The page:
Dr. Milad Khedr is a doctor at Royal Liverpool and Broadgreen University Hospitals. He is studying the effect of nitisinone on the tyrosine levels of AKU patients. Here, we ask him about his work.

1) What is the purpose of this study?

Alkaptonuria (AKU) means that the body is unable to break down tyrosine, contained in protein in food, properly. This causes high levels of a chemical called homogentisic acid (HGA). This in turn causes the symptoms of the disease. Since 2012, a drug called nitisinone has been used to treat AKU patients at the National AKU Centre (NAC) in Liverpool. Nitisinone can halt the production of HGA, but it leads to a rise in tyrosine levels. This can cause various eye symptoms: eye dryness and pain, itching, watering of the eye and irritation.

This study will look into how nitisinone affects the tyrosine levels in alkaptonuria. This will eventually help to improve the dietary advice given to AKU patients, as well as the use of nitisinone in treating AKU. We want to investigate how healthy adults and patients with AKU break down tyrosine differently. A comparison of results between the two groups will help us understand this better.’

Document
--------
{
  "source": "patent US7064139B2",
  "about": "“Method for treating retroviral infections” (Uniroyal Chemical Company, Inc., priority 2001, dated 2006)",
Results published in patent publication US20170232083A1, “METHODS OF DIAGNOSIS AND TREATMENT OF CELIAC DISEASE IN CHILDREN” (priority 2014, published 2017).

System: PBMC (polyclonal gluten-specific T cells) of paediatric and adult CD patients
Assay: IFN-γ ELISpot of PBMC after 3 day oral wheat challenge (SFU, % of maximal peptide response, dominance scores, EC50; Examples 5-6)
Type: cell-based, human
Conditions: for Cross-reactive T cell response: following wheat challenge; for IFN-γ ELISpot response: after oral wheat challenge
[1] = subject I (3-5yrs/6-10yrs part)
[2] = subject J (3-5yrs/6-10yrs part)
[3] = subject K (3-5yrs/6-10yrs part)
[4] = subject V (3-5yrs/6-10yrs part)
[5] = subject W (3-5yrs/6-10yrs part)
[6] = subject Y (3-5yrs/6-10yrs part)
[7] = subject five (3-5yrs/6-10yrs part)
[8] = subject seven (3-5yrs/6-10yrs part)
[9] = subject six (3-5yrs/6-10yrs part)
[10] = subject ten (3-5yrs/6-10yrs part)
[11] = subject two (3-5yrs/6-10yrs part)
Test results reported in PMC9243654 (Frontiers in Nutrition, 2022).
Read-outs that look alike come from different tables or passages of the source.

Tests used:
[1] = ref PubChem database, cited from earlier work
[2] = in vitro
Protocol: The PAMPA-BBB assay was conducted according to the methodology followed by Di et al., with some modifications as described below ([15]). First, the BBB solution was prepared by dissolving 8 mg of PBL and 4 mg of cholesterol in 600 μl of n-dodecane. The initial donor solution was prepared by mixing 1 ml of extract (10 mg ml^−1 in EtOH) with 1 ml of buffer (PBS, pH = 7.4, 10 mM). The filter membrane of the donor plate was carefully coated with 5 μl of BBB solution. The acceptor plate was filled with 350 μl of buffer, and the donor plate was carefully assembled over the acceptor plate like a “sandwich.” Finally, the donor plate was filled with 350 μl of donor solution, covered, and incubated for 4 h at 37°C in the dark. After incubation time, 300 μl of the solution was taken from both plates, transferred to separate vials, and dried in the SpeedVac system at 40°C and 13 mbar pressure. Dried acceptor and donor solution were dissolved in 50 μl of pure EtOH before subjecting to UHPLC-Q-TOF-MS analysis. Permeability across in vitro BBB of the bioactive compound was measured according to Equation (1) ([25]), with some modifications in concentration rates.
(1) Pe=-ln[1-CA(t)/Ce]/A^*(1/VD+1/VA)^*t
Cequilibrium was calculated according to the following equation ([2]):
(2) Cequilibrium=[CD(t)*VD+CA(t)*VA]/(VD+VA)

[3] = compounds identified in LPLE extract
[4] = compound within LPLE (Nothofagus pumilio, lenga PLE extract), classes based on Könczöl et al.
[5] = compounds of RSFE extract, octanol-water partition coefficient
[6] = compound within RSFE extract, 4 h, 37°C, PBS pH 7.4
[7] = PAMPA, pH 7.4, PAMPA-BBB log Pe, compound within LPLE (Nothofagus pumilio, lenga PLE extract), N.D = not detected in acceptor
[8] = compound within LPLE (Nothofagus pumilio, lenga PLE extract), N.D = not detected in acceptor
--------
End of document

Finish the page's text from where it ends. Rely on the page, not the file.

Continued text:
2) How is the study organised?

There are two groups of participants: healthy volunteers and AKU patients. The latter group is studied off and on nitisinone. At each study visit, the participant is given an intravenous injection of tyrosine and phenylalanine stable isotopes (also called tracers because they have comparable structures and go through the same chemical reactions in the body). After that, multiple blood samples are taken, at regular intervals, over a two hour period.

3) How is the study progressing?

With generous support from the AKU Society, seven AKU patients, as well as seven healthy volunteers, have successfully completed the study. All study samples have been analysed. We are now in the process of data analysis and we hope to share the results with you very soon.